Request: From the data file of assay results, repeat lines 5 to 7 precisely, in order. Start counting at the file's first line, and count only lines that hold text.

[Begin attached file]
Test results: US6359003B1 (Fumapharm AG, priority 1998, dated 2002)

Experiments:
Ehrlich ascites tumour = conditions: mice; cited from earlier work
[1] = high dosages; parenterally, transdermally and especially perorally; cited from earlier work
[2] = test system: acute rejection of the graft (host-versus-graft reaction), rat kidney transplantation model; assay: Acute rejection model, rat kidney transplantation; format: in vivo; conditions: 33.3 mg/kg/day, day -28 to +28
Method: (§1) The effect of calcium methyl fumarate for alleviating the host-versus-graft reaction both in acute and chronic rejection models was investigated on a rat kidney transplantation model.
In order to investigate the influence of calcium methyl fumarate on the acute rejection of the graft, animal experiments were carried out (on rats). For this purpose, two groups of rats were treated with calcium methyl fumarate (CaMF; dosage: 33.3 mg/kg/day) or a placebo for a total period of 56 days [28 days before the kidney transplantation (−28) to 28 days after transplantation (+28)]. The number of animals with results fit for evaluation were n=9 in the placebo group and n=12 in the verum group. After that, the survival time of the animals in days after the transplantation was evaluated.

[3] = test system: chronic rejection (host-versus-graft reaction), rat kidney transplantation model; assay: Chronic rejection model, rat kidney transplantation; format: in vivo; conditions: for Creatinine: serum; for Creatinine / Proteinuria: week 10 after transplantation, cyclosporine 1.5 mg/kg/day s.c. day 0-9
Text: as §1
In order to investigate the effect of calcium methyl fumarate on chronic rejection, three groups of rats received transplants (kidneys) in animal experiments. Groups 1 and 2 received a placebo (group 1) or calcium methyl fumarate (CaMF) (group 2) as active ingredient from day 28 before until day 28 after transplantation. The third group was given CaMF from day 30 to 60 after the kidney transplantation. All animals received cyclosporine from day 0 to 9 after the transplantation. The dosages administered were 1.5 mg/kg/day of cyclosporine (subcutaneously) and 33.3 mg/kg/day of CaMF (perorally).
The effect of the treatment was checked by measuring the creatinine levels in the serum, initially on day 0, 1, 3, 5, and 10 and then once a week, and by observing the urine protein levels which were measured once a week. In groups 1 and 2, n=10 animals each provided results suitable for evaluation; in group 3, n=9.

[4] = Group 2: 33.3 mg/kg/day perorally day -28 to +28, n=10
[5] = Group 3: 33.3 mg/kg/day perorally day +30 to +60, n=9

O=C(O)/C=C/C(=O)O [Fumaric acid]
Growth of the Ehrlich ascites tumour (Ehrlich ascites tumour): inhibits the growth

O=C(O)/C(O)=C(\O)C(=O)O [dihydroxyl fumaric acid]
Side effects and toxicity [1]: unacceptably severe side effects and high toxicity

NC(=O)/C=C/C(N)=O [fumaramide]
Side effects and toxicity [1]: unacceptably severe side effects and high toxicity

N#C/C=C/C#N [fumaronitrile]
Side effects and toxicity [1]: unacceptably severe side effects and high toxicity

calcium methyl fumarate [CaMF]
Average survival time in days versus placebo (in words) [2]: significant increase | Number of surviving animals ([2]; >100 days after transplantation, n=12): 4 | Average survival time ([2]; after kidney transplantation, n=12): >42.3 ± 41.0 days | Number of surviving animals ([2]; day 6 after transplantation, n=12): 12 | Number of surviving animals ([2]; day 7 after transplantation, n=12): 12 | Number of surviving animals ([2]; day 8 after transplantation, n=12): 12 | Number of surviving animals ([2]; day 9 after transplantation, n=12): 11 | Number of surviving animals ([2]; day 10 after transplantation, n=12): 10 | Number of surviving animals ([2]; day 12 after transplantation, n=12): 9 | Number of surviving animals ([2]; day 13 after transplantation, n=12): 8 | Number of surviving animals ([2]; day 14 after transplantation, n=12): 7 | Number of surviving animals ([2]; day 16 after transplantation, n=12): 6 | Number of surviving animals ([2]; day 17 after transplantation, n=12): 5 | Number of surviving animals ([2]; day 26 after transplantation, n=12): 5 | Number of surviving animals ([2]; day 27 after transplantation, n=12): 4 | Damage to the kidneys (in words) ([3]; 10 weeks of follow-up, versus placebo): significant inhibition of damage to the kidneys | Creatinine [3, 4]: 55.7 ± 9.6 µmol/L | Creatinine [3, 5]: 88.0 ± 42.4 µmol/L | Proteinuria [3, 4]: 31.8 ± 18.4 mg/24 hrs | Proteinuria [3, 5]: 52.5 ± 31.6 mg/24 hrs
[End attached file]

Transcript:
[2] = test system: acute rejection of the graft (host-versus-graft reaction), rat kidney transplantation model; assay: Acute rejection model, rat kidney transplantation; format: in vivo; conditions: 33.3 mg/kg/day, day -28 to +28
Method: (§1) The effect of calcium methyl fumarate for alleviating the host-versus-graft reaction both in acute and chronic rejection models was investigated on a rat kidney transplantation model.
In order to investigate the influence of calcium methyl fumarate on the acute rejection of the graft, animal experiments were carried out (on rats). For this purpose, two groups of rats were treated with calcium methyl fumarate (CaMF; dosage: 33.3 mg/kg/day) or a placebo for a total period of 56 days [28 days before the kidney transplantation (−28) to 28 days after transplantation (+28)]. The number of animals with results fit for evaluation were n=9 in the placebo group and n=12 in the verum group. After that, the survival time of the animals in days after the transplantation was evaluated.